BBC Proms 2023: Semyon Bychkov brings Bruckner 8 to the Royal Albert Hall
Prom 65 is Bruckner’s eighth and last symphony. It is so monumental, so epic at 84 minutes, that it almost defies review. Which moments to highlight? How to capture what is often described as a landscape, or, as conductor Semyon Bychkov says in his introduction, gaining entry to a locked room? Yes, it is a great view; it is full of life and detail. But to truly understand this symphony you must inhabit it and simply notice what is around you: huge string sections extended by extra desks, five horns, four Wagner tubas, two harps (their only inclusion in a Bruckner symphony).
Rather than being very distinct, the movements flow as a walker between landscapes. There are moments of nobility, serenity, quiet reflection, resigned calm. Melodies are very long, meandering, often sparely orchestrated, perhaps a little aimless; there is much repetition. This is an introvert’s symphony. Listening is like solitary walking in hills, finding expansive view after view, until the final affirmative climax. The strings are the major players here, with smaller woodwind and brass responses, and the BBCSO’s sections are exquisite, perfectly balanced and richly blended.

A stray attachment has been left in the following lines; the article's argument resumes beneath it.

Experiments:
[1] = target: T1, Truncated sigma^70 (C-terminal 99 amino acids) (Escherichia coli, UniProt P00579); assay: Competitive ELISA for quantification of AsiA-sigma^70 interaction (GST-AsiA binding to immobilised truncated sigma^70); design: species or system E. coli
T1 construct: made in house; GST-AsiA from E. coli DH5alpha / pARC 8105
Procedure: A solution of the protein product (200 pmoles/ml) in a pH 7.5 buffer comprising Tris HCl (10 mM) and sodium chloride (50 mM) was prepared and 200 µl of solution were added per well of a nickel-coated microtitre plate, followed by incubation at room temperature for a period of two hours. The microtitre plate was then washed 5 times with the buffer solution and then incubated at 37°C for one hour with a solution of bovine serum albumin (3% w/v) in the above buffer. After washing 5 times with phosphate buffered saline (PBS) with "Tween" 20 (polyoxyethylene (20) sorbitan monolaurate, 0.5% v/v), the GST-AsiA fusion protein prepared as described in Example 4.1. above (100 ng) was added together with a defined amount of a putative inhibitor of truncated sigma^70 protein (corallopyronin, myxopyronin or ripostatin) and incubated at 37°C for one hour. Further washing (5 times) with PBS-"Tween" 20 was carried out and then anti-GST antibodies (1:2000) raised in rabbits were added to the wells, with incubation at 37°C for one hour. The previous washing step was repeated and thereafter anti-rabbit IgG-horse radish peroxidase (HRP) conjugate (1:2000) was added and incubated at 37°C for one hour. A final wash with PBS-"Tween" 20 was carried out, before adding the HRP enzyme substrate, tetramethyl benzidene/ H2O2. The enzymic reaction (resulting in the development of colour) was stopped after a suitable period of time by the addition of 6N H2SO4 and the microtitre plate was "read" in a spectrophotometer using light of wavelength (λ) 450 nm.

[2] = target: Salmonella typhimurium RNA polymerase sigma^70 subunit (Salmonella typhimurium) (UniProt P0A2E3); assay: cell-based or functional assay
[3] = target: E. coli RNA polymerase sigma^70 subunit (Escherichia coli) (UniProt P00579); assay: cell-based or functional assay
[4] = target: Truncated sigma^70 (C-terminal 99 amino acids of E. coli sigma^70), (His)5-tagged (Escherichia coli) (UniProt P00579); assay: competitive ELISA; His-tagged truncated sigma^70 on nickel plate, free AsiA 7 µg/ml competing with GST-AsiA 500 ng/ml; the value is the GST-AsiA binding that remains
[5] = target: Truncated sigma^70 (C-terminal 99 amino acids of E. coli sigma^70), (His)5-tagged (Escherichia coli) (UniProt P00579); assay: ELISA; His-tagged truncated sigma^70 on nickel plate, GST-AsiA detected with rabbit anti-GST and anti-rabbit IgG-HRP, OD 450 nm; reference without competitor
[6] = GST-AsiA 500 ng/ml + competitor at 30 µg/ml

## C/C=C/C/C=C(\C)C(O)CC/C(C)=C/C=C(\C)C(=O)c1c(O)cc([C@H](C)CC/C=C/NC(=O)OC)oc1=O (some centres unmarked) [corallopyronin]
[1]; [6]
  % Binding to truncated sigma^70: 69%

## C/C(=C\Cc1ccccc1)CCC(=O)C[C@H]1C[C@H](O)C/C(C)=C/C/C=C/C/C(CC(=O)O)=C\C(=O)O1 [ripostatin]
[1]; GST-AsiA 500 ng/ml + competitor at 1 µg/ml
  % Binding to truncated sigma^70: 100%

The first movement, according to Bruckner’s own notes, includes in one of the main themes the Todesverkündigung (annunciation of death), with a surrendering wind-down. The second movement (Scherzo), probably the most accessible to Bruckner sceptics, is a fretful attempt to sleep, which comes across beautifully here in its mysterious dreamlike shifts. The final movement is majestic, glorious: a move from introspection and desultory walking to bold assertion and arrival.
If this symphony is a marbled room, the columns must be dappled with shifting light, or the result is something with grandeur but no movement – a little lifeless. Bychkov clearly has the emotional stamina for the whole, but there were times of disorientation, as if one had entered a vast palace of statues and lost the meaning of them. Changes in tempo and colour were minimal. Overall, however, in this age of lapsing attention and limited time, this was a room it felt necessary to be lost in for a while.
Photo: BBC/Chris Christodoulou
For further information and future events visit the BBC Symphony Orchestra’s website here.